"Nina, look." Sandy jabbed me in the ribs.
XVI is a new dystopian novel. I love dystopian novels, usually. But I wasn't loving this one. I didn't connect to the characters. I didn't believe the romance. I failed to connect with the story, with this new world Karr created.
Nina Oberon is the star of this one. Her best friend, Sandy, is unbelievably annoying--though still a few weeks from her sixteenth birthday, she's acting like a sex-teen already. In other words, she's stopped thinking and has bought into the media's belief system completely. Why is Nina best friends with Sandy? Well, it's hard for readers to know for sure. I can only assume that a few years ago, Sandy, had to be less annoying and more likable.
Nina also has a younger sister, Dee. Since their mother is murdered fairly early in the novel, it becomes Nina's responsibility to protect Dee from her father, Ed. So Nina's life is getting crazier by the day, and trying to make sense of her life, her world, what everything means, well, it could be a full time job. Nina does make a few new friends, friends that are actually capable of thinking, to help her in this difficult time, this dangerous time.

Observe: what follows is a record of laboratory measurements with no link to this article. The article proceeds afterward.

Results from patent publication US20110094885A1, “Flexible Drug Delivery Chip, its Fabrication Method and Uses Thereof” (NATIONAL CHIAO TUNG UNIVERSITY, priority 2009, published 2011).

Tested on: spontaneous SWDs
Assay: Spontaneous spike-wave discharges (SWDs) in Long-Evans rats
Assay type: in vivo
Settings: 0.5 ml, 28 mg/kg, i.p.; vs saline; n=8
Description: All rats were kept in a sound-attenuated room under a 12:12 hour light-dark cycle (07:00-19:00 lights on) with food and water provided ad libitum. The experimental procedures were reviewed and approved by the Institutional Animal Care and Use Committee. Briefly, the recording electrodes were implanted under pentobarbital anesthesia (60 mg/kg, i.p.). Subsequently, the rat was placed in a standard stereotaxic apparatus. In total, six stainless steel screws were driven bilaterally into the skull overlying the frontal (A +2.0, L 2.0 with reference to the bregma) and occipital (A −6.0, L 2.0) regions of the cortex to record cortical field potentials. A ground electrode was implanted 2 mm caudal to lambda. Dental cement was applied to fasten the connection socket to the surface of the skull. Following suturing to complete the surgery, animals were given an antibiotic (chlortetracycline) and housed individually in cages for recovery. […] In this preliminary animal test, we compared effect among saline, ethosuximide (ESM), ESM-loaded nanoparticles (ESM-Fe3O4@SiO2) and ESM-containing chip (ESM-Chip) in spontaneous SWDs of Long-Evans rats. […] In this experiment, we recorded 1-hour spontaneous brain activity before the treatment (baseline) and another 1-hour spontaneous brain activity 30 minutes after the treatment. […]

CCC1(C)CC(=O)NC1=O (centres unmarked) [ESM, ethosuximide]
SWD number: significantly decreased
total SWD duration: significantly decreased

One of these new friends is a guy named Sal. Though Nina is convinced she is not ready for a boyfriend, she can't help wanting Sal in her life. She can't stop thinking about him, wanting him, needing him. Will Sal help her solve some of the big mysteries in her life? Will Sal help keep her safe?
So why didn't I love this one? Why didn't I like it? Why didn't I like Nina and Sal? I'm not sure. It just felt a little lacking. I just felt disappointed with it. It could be just bad timing. You may love this one. (I hope you do enjoy it more than I did.)
© 2011 Becky Laney of Becky's Book Reviews